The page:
10 Pages Posted: 30 Nov 2010
Date Written: 2008
Junk science has no place in the legal system. But when a scientist says, "I'm not sure, but the data are suggestive," the scientist's words are not necessarily a tell-tale sign of junk science. On the contrary, they may be a sign that real science is occurring. The Supreme Court's Daubert trilogy appears to have allowed the continuation of junk science, while denying individuals their day in court when their proof includes real science at a state of incomplete knowledge. The solution, we believe, must lie in the legal system, judges and lawyers alike, recognizing what it means to be a gatekeeper with respect to scientific truth. And that, in turn, requires the legal system to come to understand just what it is that scientists do.
Author’s Note: I post this brief essay shortly after Margaret Berger’s passing on November 18, 2010. She was a close friend and brilliant colleague, and I will always miss her. Because the ideas in this essay, at least in large part, grow out of a perspective that she developed over many years, I thought it important to make it more salient to the academic community at this time. LMS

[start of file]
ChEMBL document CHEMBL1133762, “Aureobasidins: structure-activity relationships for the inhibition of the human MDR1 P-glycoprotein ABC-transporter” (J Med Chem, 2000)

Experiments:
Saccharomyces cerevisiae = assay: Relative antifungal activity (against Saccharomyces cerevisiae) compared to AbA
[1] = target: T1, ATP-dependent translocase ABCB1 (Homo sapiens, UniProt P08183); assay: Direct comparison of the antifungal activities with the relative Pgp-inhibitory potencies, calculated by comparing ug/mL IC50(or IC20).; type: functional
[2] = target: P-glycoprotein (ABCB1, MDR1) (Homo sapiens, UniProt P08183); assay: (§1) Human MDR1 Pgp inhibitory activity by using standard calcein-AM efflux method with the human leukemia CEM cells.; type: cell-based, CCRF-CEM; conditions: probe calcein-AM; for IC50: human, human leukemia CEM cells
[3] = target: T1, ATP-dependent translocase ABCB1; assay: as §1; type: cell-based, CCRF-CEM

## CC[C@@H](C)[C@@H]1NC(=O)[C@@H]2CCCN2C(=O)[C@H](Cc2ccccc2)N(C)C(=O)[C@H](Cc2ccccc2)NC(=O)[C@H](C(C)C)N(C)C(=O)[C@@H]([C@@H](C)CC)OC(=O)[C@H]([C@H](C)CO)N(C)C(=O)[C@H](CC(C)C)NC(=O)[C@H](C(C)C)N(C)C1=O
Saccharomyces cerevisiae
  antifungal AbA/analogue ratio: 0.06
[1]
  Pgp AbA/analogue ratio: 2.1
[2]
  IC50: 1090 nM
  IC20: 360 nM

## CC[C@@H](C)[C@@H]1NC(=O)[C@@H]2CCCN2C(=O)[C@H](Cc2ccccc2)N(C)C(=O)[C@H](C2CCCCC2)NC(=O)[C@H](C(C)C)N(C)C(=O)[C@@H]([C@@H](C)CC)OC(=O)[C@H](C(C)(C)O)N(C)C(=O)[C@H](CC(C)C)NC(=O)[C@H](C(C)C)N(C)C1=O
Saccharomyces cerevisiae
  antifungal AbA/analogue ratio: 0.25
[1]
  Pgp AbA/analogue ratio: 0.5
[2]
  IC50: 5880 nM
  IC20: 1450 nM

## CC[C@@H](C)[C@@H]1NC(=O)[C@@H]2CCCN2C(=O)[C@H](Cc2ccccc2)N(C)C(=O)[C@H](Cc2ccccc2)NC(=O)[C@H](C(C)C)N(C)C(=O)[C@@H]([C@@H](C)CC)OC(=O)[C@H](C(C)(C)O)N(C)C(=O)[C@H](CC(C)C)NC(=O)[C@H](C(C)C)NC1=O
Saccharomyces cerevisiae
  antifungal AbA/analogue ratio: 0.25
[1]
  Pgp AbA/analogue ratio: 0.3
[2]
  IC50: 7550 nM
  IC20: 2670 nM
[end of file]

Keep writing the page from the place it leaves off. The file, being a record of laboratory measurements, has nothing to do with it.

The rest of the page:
Keywords: evidence, science, expert
Suggested Citation: Suggested Citation
Berger, Margaret A. and Solan, Lawrence M., The Uneasy Relationship between Science and Law: An Essay and Introduction (2008). Brooklyn Law Review , Vol. 73, No. 3, p. 847, 2008; Brooklyn Law School, Legal Studies Paper No. 212. Available at SSRN: https://ssrn.com/abstract=1716880